WASHINGTON – Ahead of the 30th anniversary of the Family and Medical Leave Act (FMLA) on February 5, Congresswoman Jahana Hayes (CT-05) and Senate Majority Whip Dick Durbin (D-IL) introduced legislation that would modernize FMLA for the 21st Century.  The Caring for All Families Act will guarantee small necessities leave and make important updates to the definition of family to ensure a broader range of caregiving relationships are covered by FMLA’s protections.  A 2021 study found that 48 million people in the U.S. provide unpaid care to a friend or family member, and almost 80 percent of them report having routine expenses related to taking care of their loved ones.

“Having been raised by my grandmother, I am personally aware that the nuclear family has changed.  As American families continue to evolve, our family and medical leave policies must meet the needs of today’s workers.  Unfortunately, our current laws fall short,” said Congresswoman Hayes.  “The Caring for All Families Act builds upon the landmark Family and Medical Leave Act to give flexibility to workers to care for a loved one when they need it the most.  I thank Senator Durbin for his partnership on this issue and look forward to collaborating on additional efforts to protect the rights of workers."

“No one should have to choose between caring for a loved one and losing their job,” said Senator Durbin.  “As family caregiving needs increase, we have to update our laws so they fit the needs of 21st century families.  I thank Congresswoman Hayes for joining me in this effort to expand family leave job protections by ensuring all workers have the same rights to fulfill their caregiving responsibilities.”

The Caring for All Families Act would: 

  • Update the FMLA’s definition of family to include a domestic partner, parent-in-law, aunt, uncle, sibling, adult child, grandparent, grandchild, son- or daughter-in-law, and other significant relationship; and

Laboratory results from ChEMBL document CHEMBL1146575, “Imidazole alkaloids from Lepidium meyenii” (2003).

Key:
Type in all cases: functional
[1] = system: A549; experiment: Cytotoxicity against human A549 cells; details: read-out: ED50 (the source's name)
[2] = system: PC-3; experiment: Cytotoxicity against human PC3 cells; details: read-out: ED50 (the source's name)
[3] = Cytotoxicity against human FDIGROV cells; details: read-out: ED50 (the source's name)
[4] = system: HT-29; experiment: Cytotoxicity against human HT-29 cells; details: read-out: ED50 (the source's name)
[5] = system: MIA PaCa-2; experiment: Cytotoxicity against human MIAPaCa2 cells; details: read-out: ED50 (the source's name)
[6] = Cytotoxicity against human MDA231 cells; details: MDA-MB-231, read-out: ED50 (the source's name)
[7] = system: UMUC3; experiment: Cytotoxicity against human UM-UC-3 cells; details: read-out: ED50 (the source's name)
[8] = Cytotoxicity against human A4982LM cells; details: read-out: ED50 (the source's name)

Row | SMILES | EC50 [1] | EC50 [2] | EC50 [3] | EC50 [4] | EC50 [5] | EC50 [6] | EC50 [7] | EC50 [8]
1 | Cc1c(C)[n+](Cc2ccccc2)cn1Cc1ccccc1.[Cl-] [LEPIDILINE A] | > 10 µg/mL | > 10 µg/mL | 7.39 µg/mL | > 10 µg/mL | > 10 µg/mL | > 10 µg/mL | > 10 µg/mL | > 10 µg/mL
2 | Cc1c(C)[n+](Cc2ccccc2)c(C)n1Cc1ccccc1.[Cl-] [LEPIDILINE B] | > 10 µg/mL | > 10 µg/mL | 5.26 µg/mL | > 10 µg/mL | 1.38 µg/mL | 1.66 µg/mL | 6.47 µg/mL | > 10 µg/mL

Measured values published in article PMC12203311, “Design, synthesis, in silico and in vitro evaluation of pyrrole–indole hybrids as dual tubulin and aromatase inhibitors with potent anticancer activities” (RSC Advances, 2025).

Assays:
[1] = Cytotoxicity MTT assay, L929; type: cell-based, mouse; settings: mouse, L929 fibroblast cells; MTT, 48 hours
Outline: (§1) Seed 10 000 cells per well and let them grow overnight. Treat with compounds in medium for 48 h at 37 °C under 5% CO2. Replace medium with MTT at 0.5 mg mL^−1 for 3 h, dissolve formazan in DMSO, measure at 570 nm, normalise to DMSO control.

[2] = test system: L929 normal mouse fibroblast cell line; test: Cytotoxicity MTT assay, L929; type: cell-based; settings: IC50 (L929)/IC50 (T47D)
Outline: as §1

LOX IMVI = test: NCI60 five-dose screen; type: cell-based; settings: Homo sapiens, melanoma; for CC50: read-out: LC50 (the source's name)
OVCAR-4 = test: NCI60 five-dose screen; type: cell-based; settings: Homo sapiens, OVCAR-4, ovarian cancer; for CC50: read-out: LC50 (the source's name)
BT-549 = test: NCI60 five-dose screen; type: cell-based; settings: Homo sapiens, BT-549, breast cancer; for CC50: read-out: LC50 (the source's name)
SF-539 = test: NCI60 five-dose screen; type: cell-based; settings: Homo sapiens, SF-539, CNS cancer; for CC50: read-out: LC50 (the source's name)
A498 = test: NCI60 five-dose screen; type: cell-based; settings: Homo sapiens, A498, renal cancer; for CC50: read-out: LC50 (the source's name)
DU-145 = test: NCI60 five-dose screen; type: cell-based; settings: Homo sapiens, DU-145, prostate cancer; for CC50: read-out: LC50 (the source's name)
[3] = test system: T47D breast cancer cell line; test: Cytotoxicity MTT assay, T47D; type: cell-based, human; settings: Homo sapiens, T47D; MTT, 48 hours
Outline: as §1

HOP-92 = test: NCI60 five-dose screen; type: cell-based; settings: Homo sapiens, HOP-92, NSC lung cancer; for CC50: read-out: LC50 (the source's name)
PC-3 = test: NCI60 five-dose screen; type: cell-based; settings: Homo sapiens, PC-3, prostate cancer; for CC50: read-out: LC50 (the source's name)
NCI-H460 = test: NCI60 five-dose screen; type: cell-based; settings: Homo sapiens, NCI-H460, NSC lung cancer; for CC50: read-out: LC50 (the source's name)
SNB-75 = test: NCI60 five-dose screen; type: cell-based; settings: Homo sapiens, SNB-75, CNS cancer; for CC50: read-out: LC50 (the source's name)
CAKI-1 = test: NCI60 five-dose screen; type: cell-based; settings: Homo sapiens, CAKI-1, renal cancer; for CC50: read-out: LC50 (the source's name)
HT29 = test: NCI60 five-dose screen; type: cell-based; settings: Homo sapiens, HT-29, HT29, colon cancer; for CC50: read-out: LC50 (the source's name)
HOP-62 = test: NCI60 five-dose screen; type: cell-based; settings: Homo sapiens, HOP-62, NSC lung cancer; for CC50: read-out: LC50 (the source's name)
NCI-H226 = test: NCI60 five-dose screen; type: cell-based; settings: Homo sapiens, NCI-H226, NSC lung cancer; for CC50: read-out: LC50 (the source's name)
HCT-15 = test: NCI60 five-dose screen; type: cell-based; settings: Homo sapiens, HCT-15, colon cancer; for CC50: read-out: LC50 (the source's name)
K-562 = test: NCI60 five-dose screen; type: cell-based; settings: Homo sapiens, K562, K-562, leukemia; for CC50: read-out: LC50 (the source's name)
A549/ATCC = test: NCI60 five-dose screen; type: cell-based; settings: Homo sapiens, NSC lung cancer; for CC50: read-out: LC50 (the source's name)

• Guarantee that parents and other family caregivers have the ability to take time off to attend a medical appointment or school function, such as a parent-teacher conference, without risk of losing their job.  

The Caring for All Families Act is cosponsored in the House by Representatives Barbara Lee (CA-12), Dwight Evans (PA-03), Mark Pocan (WI-02), Lois Frankel (FL-22), Jill Tokuda (HI-02), Nikki Budzinski (IL-13), Lauren Underwood IL-14), Cori Bush (MO-01), and Congresswoman Eleanor Holmes Norton (DC).

In the Senate, the Caring for All Families Act is cosponsored by Senators Richard Blumenthal (D-CT), Tammy Duckworth (D-IL), Kirsten Gillibrand (D-NY), Tina Smith (D-MN), Patty Murray (D-WA), Sherrod Brown (D-OH), and Peter Welch (D-VT).

Family caregiving needs have changed dramatically in recent years and are expected to increase in the coming years.  By 2034, adults over the age of 65 are projected to outnumber children in the United States for the first time in history.  Already, 7.8 million children live in households led by a grandparent or other relative.  As family structures change and caregiving needs increase, so should the laws designed to help these families.

Roughly 53 million family members, partners, or friends provide care to adults in the United States, with 61 percent of family caregivers also working.  Many caregivers provide support to both children and an aging family member.  Women compose roughly 61 percent of caregivers, and approximately 58 percent of those women are also employed. Women who are family caregivers face significant challenges, including loss of retirement savings and lower potential lifetime earnings.  Women caregivers are also 2.5 times more likely to live in poverty.

The Caring for All Families Act is endorsed by the following organizations: National Partnership for Women & Families, Movement Advancement Project, Women Employed, YWCA USA, MomsRising, Shriver Center on Poverty Law, Women’s Law Project, National Council of Jewish Women, Jewish Women International, National Women’s Law Center, Association of maternal & Child Health Programs, The Arc, ZERO TO THREE, CLASP: Center for Law and Social Policy, Women's Fund of Rhode Island, Equal Rights Advocates, and ChangeLab Solutions.